When some people speak of cybersecurity, they think of phishing scams, malware attacks, ransomware and other programmes that hack into systems in the private sector and extort businesses for money.
But that is just the tip of the iceberg when it comes to the potential threats involved in cyberattacks. The public sector too, especially agencies that deal with critical infrastructure – electricity, water, telecommunications, oil and gas production and downstream manufacturing – are highly susceptible to cyberattacks.
Programme leader of the University of Trinidad and Tobago's (UTT) Centre for Information and Communication Prof Yufei Wu, in a conversation with Business Day, said as a country with a digital transformation ministry and a cybercrime bill, Trinidad and Tobago is in the lead where protecting essential systems from cyberattacks is concerned.
But more must be done, as attacks have increased not only worldwide but locally. Wu said TT needs to take a proactive approach to ensuring that the systems that most people take for granted are protected.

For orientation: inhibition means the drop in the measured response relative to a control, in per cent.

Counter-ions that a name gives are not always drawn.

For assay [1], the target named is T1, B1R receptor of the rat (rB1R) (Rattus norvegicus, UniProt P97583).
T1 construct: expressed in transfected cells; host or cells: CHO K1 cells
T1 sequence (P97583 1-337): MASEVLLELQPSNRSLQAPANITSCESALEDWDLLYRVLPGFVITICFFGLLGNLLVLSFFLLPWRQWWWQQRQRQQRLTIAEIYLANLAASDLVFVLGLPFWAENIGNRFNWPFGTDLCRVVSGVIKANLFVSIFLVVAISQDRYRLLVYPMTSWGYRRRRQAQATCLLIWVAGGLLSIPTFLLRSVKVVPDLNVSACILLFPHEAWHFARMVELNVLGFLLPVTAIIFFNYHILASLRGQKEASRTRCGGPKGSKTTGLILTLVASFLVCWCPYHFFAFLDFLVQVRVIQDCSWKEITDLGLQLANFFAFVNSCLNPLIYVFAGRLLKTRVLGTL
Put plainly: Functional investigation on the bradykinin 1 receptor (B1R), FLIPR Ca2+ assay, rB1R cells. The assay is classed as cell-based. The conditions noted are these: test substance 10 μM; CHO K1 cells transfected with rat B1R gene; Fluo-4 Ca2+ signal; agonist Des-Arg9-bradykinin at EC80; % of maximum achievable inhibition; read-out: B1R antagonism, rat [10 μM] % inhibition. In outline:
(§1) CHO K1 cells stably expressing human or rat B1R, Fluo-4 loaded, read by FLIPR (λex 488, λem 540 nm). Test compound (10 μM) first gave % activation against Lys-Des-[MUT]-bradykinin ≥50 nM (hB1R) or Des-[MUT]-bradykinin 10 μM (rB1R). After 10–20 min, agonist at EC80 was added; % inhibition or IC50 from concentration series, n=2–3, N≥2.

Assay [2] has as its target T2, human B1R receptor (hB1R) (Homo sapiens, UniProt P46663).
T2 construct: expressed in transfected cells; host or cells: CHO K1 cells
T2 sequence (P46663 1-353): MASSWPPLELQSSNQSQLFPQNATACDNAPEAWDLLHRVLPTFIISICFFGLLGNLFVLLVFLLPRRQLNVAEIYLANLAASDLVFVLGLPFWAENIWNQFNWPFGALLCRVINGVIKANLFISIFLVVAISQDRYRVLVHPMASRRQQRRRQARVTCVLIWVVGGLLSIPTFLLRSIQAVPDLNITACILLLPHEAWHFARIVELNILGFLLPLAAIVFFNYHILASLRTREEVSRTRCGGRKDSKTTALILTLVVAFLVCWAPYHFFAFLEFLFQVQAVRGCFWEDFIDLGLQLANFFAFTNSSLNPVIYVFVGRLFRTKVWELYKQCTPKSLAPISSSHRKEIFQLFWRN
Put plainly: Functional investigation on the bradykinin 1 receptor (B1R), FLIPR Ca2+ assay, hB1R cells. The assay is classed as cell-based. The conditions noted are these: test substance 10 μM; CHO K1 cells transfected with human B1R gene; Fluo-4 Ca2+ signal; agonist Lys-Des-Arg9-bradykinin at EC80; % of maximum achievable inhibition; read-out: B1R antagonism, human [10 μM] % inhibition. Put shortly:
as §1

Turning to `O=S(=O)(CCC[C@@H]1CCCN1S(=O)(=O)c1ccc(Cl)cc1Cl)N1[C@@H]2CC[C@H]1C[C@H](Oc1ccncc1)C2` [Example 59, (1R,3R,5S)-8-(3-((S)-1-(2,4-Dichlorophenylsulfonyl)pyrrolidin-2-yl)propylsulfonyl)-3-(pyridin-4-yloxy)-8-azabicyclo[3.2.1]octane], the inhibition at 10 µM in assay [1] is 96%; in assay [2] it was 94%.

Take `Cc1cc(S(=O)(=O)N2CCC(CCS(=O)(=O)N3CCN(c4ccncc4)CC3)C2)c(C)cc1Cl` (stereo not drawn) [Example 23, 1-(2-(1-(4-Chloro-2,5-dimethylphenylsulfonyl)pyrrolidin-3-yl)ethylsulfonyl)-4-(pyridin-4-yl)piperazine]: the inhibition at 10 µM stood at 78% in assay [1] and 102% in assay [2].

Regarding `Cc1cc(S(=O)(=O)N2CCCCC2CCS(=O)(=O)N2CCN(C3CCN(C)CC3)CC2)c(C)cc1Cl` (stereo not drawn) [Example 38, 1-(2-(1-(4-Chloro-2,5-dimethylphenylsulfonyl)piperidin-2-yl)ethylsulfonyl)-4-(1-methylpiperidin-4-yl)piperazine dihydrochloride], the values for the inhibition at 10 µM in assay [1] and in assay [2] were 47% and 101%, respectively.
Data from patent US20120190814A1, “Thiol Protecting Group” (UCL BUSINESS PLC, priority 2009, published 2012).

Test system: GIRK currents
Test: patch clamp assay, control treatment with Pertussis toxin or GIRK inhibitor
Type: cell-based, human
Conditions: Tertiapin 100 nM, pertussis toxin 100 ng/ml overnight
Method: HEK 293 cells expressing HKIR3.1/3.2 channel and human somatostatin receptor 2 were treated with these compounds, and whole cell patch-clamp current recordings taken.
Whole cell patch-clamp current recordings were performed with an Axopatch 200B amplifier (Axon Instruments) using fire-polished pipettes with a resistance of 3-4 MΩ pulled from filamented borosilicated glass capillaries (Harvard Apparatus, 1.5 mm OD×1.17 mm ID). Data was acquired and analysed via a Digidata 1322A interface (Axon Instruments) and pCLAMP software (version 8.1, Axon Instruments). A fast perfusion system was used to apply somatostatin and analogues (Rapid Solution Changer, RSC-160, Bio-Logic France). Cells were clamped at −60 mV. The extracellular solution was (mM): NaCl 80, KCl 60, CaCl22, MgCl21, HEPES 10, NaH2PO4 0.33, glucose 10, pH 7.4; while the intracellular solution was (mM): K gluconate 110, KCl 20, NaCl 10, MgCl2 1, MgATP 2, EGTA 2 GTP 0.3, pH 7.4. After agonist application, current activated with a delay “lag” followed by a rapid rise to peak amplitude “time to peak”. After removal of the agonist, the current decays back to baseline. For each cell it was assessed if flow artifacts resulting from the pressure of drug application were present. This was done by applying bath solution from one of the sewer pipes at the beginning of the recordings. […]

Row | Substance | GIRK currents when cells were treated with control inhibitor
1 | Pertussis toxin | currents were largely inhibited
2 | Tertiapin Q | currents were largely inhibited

The cyberattack on Massy Stores at the end of April was only a small example of the damage that can be done to systems once hackers get into an organisation's database.
The cyberattack forced all 23 of the supermarket chain's branches to shut down on the eve of the Eid-ul-Fitr holiday, which also was at the end of the month, a peak time for supermarkets.
The shutdown lasted about two days, and while Massy has not determined the losses incurred from the attack and subsequent closure, one can only assume it was in the millions.
But these attacks are not limited to the private sector alone. Last Friday, Public Utilities Minister Marvin Gonzales admitted while answering questions in Parliament that a malware attack caused a shutdown of the Telecommunications Services of Trinidad and Tobago Ltd's (TSTT) online payment systems in March.
"TSTT’s system detected a security attack directed at a number of the company’s internal only solutions and applications," he said. "As a precautionary measure all possibly impacted systems were isolated, including TSTT’s online payment application from TSTT’s website stored within the private cloud environment."
He added that TSTT took immediate steps to enhance environmental protection of its systems, including destroying the infected machines' software master records and rebuilding the cloud host servers.
Internationally, cyberattacks on critical infrastructure has also increased, especially coming out of the pandemic.
Last May the US Federal Bureau of Investigation (FBI) confirmed that a cyber criminal organisation which calls itself DarkSide admitted to hitting Texas-based Colonial Pipeline – which supplies the American East Coast with 45 per cent of its diesel, petrol and jet fuel – with a ransomware cyberattack.